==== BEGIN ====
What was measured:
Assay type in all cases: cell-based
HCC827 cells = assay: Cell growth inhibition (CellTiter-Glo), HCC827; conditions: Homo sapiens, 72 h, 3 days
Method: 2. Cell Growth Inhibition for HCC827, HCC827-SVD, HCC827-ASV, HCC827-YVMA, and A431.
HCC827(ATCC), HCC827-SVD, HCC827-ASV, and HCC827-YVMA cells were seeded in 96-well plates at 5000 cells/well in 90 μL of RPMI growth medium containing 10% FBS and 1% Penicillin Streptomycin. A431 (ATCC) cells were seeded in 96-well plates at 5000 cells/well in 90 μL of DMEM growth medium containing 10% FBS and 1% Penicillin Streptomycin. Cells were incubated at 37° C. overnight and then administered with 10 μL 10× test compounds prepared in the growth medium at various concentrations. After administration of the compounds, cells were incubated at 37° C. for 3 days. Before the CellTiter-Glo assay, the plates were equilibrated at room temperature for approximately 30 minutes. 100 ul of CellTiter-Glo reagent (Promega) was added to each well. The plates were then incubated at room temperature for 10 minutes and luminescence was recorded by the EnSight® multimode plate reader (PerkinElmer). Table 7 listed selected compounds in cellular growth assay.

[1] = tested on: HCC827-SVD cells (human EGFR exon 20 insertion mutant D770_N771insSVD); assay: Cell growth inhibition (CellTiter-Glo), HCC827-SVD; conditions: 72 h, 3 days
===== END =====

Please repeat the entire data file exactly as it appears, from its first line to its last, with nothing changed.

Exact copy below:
What was measured:
Assay type in all cases: cell-based
HCC827 cells = assay: Cell growth inhibition (CellTiter-Glo), HCC827; conditions: Homo sapiens, 72 h, 3 days
Method: 2. Cell Growth Inhibition for HCC827, HCC827-SVD, HCC827-ASV, HCC827-YVMA, and A431.
HCC827(ATCC), HCC827-SVD, HCC827-ASV, and HCC827-YVMA cells were seeded in 96-well plates at 5000 cells/well in 90 μL of RPMI growth medium containing 10% FBS and 1% Penicillin Streptomycin. A431 (ATCC) cells were seeded in 96-well plates at 5000 cells/well in 90 μL of DMEM growth medium containing 10% FBS and 1% Penicillin Streptomycin. Cells were incubated at 37° C. overnight and then administered with 10 μL 10× test compounds prepared in the growth medium at various concentrations. After administration of the compounds, cells were incubated at 37° C. for 3 days. Before the CellTiter-Glo assay, the plates were equilibrated at room temperature for approximately 30 minutes. 100 ul of CellTiter-Glo reagent (Promega) was added to each well. The plates were then incubated at room temperature for 10 minutes and luminescence was recorded by the EnSight® multimode plate reader (PerkinElmer). Table 7 listed selected compounds in cellular growth assay.

[1] = tested on: HCC827-SVD cells (human EGFR exon 20 insertion mutant D770_N771insSVD); assay: Cell growth inhibition (CellTiter-Glo), HCC827-SVD; conditions: 72 h, 3 days